The Pentacon Six System
by TRA

The History of the Pentacon Six

The Praktisix IIA

Dates: 1965-1966 (prototypes in 1964)
(information provided by a collector)

Another picture that the factory sent me in 1981.
This is an early Praktisix IIA in which an “A” has been added to what was obviously an original Praktisix II faceplate.


This later Praktisix IIA has a re-designed faceplate.
This was largely as the Praktisix II but with a flash connection socket lock (just about visible behind the lens on the image to the left) and the pull-out spool end supports that projected below the bottom of the camera and that had appeared on some of the late-production Praktisix II cameras.

The camera chassis size was identical with the previous model, so the spool end knobs increased the overall height and prevented the camera standing upright on a flat surface.  A third “foot” was apparently designed for the tripod socket, but it is virtually never listed by the manufacturer and is extremely rare.  It was necessary to wait until the arrival of the Exakta 66 in the 1980s for this omission to be corrected.

The carrying case – now only produced in black – was modified with the addition of two holes in the base to accommodate the spool knobs.

A bulbous Perspex cover on the frame number window on the advance lever magnified the number beneath it and prevented the entry of dust and debris.

The camera on the left is shown with the Carl Zeiss Jena 5-element 80mm f/2.8 Biometar lens.  The first batch of 7,000 of this lens in the Praktisix mount was completed on 24th March 1959 (Thiele, p 163).  This remained the standard lens for the next 30 years.

The fluted design of the film guide rails that had been introduced with the Praktisix had been replaced by straight rails.  This change was retained for all subsequent versions of the camera.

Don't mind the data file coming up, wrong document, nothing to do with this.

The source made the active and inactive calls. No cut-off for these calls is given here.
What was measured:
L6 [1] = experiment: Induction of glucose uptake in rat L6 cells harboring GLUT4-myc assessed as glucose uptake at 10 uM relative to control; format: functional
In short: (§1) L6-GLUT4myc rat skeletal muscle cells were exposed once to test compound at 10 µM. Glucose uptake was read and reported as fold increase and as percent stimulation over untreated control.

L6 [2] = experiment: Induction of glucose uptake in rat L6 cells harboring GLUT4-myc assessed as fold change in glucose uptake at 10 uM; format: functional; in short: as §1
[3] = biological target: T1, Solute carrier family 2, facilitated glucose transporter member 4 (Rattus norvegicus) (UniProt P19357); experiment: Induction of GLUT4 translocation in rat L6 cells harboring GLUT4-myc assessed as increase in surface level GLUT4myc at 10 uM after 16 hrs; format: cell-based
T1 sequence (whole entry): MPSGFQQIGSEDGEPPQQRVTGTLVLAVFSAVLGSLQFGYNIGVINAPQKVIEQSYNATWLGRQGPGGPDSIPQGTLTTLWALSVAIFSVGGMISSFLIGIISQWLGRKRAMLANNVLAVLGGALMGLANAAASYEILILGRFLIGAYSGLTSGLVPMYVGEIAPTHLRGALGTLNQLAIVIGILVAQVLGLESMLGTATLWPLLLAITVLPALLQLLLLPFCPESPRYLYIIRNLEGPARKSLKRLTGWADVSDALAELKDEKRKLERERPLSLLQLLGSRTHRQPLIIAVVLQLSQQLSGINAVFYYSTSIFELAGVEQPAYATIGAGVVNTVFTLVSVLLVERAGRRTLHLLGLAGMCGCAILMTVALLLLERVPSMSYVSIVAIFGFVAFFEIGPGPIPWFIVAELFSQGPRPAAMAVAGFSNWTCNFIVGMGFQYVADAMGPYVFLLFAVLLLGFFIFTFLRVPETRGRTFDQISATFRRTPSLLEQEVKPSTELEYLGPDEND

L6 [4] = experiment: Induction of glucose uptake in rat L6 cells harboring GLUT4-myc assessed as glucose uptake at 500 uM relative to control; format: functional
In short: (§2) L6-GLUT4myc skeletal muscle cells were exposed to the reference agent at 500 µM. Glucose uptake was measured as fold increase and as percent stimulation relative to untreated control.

A button-operated locking pin was added to the top plate, to prevent accessories that were merely slid into place (the waist level finder and the magnifier head) from accidentally sliding off.  (The prism had its own locking mechanism.)

If you have very sharp eyesight, in good light you can just detect an “X” impressed into the leatherette by the flash socket with some of these cameras.

In the 1980s I was informed by a factory source that there were also some technical design changes not visible to the user.  Most obvious was the modification of the film loading system which re-introduced the “feet” on the base of the camera which can be locked out by pulling and twisting to facilitate insertion and removal of spools.  This system, which  had last been seen on the Meister Korelle, was also incorporated in some late production numbers of the Praktisix II in 1965, as can be seen in one of the photos on the Praktisix II page.

Inside the back of a Praktisix IIA
Note the simplification of the guide rails and pressure plate.

The film reminder dial on the camera back can be seen here
and the new bulbous perspex cover that magnified the frame number and shielded it from dust.
You may also just be able to see in the centre of the back the “1” that was part of the “Q1” symbol
that was awarded over a number of years by the East German government for products deemed to be of the highest quality.

This body also has the slightly-improved plain prism, although this prism is probably newer than the camera.

Following KW’s incorporation into VEB Pentacon, it was decided to re-name the camera when the next version was launched.

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19 The Pentacon Six

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© TRA August 2010, Revised October 2010